Request an appointment
Shop in Person
Monday to Friday 10:00 am - 6:00 pm
Saturday 10:00 am - 5:00 pm
Closed on Sundays
Closed on all statutory holidays
Come visit us and enjoy free jewellery cleaning while you are here.
Our amazing team will provide you with exceptional service and a stress-free buying experience.
(780) 438-5583 Hours & Directions
More than 200 million visitors have marveled at the beauty and majesty of the Hope Diamond since jeweler Harry Winston donated it to the Smithsonian Institution in 1958. What most of those visitors don't know is that the Hope bears a complicated, multinational lineage that connects it with the stolen French Blue and an earlier incarnation called the Tavernier.
On Friday, the Smithsonian celebrated the 20th anniversary of the Janet Annenburg Hooker Hall of Geology, Gems and Minerals — and its most popular exhibit — by revealing replicas of what the Hope Diamond looked like before it was the Hope.
“After many years of work, we have revealed some new insights into the Hope Diamond’s origins,” said Jeffrey Post, chair of the Department of Mineral Sciences and curator of the National Gem and Mineral Collection at the Smithsonian’s National Museum of Natural History. “With these remarkable replicas, we can now see the Hope Diamond as King Louis XIV saw it more than 300 years ago.”
The computer models, above, depict the history of the Hope Diamond, including (counterclockwise from top) the Tavernier, the French Blue and the Hope Diamond.
The cubic zirconia replicas are the result of a decade-long research project conducted by Post, in collaboration with Professor Francois Farges of the Muséum National d’Histoire Naturelle, and renowned New York-based lapidary, John Hatleberg. Eventually, they will go on display alongside the genuine Hope Diamond.
Researchers believe the Hope Diamond's origin can be traced back to 1642, with the discovery in India of a beautiful blue rough diamond. It was crudely finished and weighed 115 carats when it was purchased in 1666 by French merchant Jean Baptiste Tavernier, at which time it became known as the Tavernier Diamond.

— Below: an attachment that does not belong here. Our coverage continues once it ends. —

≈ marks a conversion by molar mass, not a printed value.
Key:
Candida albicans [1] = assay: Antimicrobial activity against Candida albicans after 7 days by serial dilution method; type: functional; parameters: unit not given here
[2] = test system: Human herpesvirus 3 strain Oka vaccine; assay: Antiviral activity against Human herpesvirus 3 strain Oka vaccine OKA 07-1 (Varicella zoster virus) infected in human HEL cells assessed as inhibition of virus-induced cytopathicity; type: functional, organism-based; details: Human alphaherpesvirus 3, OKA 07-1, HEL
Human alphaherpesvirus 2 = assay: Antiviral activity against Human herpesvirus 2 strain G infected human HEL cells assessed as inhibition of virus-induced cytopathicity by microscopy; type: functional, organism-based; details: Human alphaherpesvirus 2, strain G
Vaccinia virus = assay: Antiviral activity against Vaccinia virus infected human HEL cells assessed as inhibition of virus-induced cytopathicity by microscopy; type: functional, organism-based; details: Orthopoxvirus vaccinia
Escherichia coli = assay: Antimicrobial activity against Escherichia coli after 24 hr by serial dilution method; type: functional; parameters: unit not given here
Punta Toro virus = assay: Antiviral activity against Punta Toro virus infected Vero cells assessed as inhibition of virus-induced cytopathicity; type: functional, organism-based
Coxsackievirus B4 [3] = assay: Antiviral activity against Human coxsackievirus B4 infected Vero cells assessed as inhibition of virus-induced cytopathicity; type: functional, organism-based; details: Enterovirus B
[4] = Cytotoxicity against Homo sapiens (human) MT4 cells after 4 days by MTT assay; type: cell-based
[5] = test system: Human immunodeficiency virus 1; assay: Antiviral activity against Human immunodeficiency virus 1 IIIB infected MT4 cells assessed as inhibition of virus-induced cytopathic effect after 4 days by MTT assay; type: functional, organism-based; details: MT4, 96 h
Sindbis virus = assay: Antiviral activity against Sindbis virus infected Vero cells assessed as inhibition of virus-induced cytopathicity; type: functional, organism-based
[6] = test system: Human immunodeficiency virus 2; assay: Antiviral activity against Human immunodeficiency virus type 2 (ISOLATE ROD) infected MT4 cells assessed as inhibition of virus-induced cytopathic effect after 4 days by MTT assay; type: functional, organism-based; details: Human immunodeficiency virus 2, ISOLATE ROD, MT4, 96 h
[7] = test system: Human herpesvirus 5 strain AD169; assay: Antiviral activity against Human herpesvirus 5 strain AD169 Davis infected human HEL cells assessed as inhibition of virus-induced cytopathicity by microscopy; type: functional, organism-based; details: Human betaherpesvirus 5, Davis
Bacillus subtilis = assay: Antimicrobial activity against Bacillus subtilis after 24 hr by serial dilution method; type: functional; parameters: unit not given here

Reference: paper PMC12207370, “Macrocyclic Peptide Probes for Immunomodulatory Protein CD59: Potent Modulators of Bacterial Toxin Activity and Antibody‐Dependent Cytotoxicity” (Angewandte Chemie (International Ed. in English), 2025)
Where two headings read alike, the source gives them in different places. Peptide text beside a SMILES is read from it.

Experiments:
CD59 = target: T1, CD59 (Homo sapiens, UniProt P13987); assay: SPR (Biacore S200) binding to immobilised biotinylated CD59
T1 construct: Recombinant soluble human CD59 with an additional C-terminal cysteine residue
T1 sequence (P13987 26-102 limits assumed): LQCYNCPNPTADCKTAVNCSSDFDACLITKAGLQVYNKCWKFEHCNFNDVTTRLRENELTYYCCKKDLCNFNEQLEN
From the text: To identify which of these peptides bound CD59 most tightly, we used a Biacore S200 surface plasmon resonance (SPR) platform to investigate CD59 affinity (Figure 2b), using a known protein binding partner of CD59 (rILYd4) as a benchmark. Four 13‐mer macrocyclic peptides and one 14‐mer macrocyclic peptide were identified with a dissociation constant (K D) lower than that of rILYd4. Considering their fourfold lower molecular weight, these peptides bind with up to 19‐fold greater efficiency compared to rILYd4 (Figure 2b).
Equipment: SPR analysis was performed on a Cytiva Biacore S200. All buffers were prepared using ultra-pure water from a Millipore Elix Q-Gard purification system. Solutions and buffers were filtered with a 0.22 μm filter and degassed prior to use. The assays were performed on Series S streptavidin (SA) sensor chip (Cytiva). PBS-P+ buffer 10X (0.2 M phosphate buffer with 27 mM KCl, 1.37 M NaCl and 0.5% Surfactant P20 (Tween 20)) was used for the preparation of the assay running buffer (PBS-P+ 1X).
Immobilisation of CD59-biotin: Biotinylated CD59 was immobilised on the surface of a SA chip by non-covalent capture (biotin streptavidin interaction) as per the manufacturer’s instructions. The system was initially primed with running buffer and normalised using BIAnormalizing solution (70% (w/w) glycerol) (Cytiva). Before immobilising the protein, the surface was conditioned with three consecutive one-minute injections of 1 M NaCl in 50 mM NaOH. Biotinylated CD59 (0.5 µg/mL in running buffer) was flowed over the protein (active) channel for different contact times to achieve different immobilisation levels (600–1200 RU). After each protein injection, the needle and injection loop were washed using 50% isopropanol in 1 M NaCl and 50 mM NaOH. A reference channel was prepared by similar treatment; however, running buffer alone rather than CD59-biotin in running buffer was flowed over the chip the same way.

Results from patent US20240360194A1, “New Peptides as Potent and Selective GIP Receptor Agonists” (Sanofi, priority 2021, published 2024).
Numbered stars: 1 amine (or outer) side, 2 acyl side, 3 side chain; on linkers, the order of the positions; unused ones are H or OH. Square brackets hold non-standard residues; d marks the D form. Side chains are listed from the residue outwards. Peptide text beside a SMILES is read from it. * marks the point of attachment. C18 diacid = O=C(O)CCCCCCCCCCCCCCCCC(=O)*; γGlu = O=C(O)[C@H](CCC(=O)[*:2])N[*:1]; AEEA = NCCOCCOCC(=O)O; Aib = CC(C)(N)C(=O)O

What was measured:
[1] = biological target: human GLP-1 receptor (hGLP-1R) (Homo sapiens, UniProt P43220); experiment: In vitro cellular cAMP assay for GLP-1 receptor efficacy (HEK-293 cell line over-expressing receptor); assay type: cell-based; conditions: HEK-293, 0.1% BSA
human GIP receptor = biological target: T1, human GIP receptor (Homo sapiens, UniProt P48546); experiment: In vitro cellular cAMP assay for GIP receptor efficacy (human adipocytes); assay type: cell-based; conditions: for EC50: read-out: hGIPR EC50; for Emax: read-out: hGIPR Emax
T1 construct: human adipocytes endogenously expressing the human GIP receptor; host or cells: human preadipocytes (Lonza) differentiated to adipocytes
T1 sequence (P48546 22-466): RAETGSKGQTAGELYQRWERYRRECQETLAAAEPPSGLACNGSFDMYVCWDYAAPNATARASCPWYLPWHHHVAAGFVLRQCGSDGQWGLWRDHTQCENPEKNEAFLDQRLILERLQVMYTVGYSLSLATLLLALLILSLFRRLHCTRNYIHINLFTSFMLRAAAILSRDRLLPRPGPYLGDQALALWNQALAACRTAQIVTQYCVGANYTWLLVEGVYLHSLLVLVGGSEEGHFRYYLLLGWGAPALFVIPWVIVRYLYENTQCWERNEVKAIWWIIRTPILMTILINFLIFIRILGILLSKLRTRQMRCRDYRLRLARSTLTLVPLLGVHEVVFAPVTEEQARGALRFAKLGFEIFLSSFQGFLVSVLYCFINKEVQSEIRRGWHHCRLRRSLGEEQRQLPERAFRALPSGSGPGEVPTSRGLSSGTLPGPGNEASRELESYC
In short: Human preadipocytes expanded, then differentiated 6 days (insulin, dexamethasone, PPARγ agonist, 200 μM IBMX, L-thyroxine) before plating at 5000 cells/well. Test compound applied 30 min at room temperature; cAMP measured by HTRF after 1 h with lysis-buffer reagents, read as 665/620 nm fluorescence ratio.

French King Louis XIV bought the Tavernier Diamond in February 1669 and ordered it to be recut. The result was a 69-carat heart-shaped stone that would be known as the French Blue.
In 1792, the French Blue was stolen from the royal treasury in Paris. Its whereabouts remained unknown until a large blue diamond appeared in 1839 in the collection of Henry Philip Hope, a London banker and gem collector. Post and his associates are confident that the antique cushion-cut Hope Diamond, at 45.52 carats, is derived from the French Blue.
In 2009, a 17th century lead replica of the French Blue was discovered at the Muséum National d’Histoire Naturelle in Paris. It had been misfiled under the category of "lead specimens." Scientists used computer modeling of the lead replica to simulate what the actual jewel looked like during the reign of Louis XIV.
“Because of the information that we have now, the technology that we have available to us and some skilled people, we can actually produce a replica for the first time that will show us what [the Tavernier Diamond], the French Blue diamond and, of course, the Hope Diamond look like side by side,” Post told WTOP.com.
Credits: Hope Diamond photo by Chip Clark/Smithsonian Institution. Computer model creator Stephen Attaway, photo courtesy of the Smithsonian Institution. Lead replica photo courtesy of the Smithsonian Institution.